According to a story from PR Newswire, new international treatment recommendation guidelines have recently been updated for nontuberculous mycobacterial (NTM) lung disease. The update pertains to a variant known as Mycobacterium avium complex (MAC) lung disease. This update recommends the use of amikacin liposome inhalation suspension (marketed as ARIKAYCE®) as a treatment for patients with MAC lung disease as part of a antibacterial regimen in patients who have failed to see their symptoms resolve after six months of treatment. ARIKAYCE was developed by biopharmaceutical company Insmed Inc.
About MAC Lung Disease
MAC lung disease is a type of rare, infectious lung disease. It is caused by one of two species of bacteria: Mycobacterium avium or M. intracellulare. These widespread bacteria are almost never a threat to humans under normal circumstances; however, in patients with weakened immune systems, such as those living with HIV/AIDs, undergoing chemotherapy, or living with primary immundeficiency, these bacteria present a risk. Symptoms of infection include cough, fever, night sweats, weight loss, sputum production, lethargy, diarrhea, and infection in other areas of the body. The treatment of MAC lung disease often involves the use of a combination of two or three antibacterial drugs. It can take some time for the infection to be eradicated, and treatment may last for a year or more. Outcomes can vary and often depend on the underlying condition of the patient. To learn more about MAC lung disease, click here.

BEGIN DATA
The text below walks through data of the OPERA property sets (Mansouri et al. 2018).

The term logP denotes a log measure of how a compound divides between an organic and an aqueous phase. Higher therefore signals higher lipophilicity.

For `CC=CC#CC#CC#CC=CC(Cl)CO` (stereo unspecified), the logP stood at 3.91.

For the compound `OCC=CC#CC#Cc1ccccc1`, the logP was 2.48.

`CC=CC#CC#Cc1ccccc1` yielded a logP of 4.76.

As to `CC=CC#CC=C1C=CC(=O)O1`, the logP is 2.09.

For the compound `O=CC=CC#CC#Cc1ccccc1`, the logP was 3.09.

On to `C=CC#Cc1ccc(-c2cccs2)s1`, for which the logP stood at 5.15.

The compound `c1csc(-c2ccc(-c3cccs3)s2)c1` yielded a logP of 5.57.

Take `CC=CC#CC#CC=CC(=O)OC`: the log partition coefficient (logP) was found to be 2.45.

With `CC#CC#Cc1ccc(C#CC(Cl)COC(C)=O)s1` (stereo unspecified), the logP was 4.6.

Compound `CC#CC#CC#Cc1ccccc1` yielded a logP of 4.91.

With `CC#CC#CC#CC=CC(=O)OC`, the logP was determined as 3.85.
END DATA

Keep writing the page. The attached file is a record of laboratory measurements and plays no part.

A Long Awaited Update
These guidelines are used worldwide for the treatment of the disease as well as other forms of NTM lung disease. It has been more than ten years since these guidelines were last updated, and this update marks a significant advancement in the treatment of this lung disease.
ARIKAYCE is the only medication approved by the US Food and Drug Administration (FDA) to treat this lung disease. This approval followed results from a phase 3 trial in which the medication, when used in combination with a background therapeutic regimen, was able to eliminate evidence of infection in 29 percent of patients after six months of treatment compared to just 9 percent in patients using solely the background regimen.